Winter Foraging Pt. 2

Part two of winter foraging! Like the first part, this video is less focused on detailed plant identification and more stream-of-consciousness general information. It's meant to show the diversity of wild edibles you can forage in the winter, and get you excited about trying it yourself!

Again, a quick reminder for you to check local ordinances before harvesting wild edibles from any parkland.

Click here for part one.

If you like my foraging tutorials, please consider joining me on Patreon: https://www.patreon.com/fourseasonforaging. It's an easy way to help me keep producing the informative content that you enjoy!

Winter Foraging

I frequently get questions about winter foraging, so here is a short video going over some of the things you can find during the cold months. This video is less focused on identification and more meant to be a source of inspiration for you to get out there and start exploring!

This video cuts off at the end because my camera died. I will upload part two tomorrow!

Also wanted to drop a quick reminder for you to check local ordinances before harvesting wild edibles from any parkland.

If you like my foraging tutorials, please consider joining me on Patreon: https://www.patreon.com/fourseasonforaging. It's an easy way to help me keep producing the informative content that you enjoy!

Avoiding Contamination in Urban Environments

Avoiding Contamination in Urban Environments

One of the joys of living in a city, for me, is spotting and observing wildlife that calls this environment home. This includes animals like squirrels, hawks, wild turkeys, deer, and foxes, but also plants, insects, fungi— any living thing that dwells here of its own accord. Even things planted by humans— such as trees in a park, veggies in a garden, or wildflowers in a restoration site— bring me feelings of happiness.

This, of course, extends to foraging as well. I love finding plants toughing it out in sidewalk cracks or vacant lots, little bits of wilderness in a human-dominated landscape. However, just because I enjoy seeing them doesn’t necessarily mean that I harvest and eat them! Some plants are better left alone, as the soil they grow in may be contaminated, posing a health threat to anyone who would consume them.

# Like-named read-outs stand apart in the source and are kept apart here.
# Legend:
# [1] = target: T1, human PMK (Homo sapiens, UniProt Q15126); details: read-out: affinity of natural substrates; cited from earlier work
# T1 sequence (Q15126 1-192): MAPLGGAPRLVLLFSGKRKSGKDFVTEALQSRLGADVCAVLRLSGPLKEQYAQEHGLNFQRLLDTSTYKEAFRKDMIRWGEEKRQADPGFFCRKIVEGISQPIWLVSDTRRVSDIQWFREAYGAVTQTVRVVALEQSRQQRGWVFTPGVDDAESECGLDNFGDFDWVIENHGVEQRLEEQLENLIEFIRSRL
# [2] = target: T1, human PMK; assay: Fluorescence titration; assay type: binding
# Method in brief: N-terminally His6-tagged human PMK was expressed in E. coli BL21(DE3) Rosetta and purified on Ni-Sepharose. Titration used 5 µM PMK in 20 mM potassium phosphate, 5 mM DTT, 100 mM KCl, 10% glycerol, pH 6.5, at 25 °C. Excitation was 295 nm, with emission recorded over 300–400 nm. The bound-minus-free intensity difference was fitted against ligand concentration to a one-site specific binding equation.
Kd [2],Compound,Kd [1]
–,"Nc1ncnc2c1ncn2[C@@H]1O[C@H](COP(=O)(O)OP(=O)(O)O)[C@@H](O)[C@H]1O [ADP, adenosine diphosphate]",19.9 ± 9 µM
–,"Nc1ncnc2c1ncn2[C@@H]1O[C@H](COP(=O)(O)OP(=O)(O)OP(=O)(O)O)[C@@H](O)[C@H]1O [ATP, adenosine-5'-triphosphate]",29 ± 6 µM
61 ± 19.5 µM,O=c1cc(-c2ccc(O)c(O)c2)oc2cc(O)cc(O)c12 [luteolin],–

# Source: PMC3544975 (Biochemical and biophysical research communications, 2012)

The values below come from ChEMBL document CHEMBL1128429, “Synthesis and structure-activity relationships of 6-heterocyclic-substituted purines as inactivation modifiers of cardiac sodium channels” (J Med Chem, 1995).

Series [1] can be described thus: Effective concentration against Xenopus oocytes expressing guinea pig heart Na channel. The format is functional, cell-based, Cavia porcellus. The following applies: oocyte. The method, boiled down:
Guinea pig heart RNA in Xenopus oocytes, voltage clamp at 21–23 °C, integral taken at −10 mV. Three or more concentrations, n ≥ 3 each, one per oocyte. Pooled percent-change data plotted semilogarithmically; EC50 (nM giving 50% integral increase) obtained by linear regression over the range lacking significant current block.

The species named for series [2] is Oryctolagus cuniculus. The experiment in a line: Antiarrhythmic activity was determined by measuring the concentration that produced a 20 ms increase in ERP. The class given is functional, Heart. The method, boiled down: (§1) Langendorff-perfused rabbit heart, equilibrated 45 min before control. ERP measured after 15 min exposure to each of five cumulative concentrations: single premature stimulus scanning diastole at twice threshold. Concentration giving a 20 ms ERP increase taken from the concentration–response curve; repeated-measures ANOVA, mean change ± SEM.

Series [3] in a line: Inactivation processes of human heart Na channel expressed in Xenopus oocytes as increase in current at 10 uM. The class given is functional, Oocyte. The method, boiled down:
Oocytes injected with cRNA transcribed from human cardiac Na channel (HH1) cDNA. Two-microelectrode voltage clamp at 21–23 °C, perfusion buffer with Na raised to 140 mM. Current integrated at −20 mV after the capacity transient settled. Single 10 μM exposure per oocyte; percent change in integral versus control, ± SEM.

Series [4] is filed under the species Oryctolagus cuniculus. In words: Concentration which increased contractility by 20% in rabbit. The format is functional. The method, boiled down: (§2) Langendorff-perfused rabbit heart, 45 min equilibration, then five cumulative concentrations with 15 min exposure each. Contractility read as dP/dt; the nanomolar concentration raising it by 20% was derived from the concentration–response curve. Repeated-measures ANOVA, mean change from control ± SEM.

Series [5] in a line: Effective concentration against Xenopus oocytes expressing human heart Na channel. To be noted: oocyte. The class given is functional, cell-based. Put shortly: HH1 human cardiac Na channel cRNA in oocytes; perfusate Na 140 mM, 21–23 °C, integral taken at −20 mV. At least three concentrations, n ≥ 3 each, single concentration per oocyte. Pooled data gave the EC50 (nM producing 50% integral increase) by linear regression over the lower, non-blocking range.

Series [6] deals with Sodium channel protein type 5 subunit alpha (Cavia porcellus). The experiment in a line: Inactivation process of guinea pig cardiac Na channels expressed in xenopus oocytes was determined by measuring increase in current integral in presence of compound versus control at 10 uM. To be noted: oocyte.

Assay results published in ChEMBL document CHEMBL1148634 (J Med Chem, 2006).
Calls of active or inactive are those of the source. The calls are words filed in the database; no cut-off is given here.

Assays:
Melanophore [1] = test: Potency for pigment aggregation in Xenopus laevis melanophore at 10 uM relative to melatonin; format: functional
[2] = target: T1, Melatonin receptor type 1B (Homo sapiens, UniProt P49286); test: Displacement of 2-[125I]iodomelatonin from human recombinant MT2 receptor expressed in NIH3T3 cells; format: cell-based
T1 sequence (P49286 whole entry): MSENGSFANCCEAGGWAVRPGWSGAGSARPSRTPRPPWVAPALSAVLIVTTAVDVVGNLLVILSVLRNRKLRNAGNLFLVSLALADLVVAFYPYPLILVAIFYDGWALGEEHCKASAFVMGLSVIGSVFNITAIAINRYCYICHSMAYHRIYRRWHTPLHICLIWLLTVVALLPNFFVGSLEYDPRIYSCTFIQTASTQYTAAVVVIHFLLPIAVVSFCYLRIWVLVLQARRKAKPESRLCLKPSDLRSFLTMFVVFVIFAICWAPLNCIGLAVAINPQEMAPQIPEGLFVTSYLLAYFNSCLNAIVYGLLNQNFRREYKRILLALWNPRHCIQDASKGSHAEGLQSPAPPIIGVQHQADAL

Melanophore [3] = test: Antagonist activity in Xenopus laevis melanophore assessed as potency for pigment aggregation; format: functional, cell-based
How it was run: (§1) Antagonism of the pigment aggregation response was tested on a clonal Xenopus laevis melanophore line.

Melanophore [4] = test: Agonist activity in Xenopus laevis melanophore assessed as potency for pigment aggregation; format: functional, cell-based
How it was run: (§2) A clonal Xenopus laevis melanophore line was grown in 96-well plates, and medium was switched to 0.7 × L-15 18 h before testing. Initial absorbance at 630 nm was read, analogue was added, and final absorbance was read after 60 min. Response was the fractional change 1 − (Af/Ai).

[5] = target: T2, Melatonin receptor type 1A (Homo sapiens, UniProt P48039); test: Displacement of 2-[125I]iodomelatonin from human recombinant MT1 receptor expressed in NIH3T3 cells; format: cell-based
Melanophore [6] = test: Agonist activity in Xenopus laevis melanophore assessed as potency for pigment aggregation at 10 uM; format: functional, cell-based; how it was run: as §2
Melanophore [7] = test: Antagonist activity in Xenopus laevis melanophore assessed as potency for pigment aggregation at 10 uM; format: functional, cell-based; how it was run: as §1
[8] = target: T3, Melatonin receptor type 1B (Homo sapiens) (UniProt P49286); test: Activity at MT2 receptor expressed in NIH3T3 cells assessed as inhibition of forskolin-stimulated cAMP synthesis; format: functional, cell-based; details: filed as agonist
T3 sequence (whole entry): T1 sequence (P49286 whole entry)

Thankfully, there are a few guidelines to avoiding contamination and enjoying the harvest of an urban environment!

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Purslane Identification

Purslane Identification

Learn more about purslane and other common wild edibles at my upcoming web event, Eat Your Weeds! Registration closes Friday, July 27th at 12pm, so reserve a spot today!

Purslane (Portulaca oleracea) is a common plant of open, sunny areas, such as gardens, yards, and roadsides. It’s not picky about its habitat— you can find it growing in gravel, sidewalk cracks, disturbed soil, and other “waste places.” It is commonly found across the lower 48 states, Hawaii, and all the southern Canadian provinces. 

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Elderflower: Three Variations

Elderflower: Three Variations

Midsummer is when a great variety of flowers are at the height of bloom. It is traditionally thought that many medicinal herbs reach their peak during this time, infused by the powers of the sun. Elderflower (Sambucus nigra) is one such plant. Though the berries are arguably the more popular product, the flowers themselves have numerous health benefits. And we don't have to wait until fall to pick them! Below are three recipes that feature this beautiful and healthful blossom.

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Spruce Tip Infusions

Spruce Tip Infusions

Spruce tips (Picea spp.) are an awesome spring-time treat! The new growth of the tree, they are tender, bright green, and pack a citrusy punch. The flavor is really surprising; it seems more like something you would find in a tropical climate than in the cold north. However, it doesn't last long— as the needles grow older, they harden and develop their characteristic resinous taste. They are probably out of season in most areas right now, but if you live in a colder climate (like me!), chances are you can still find tips that are young enough to pick.

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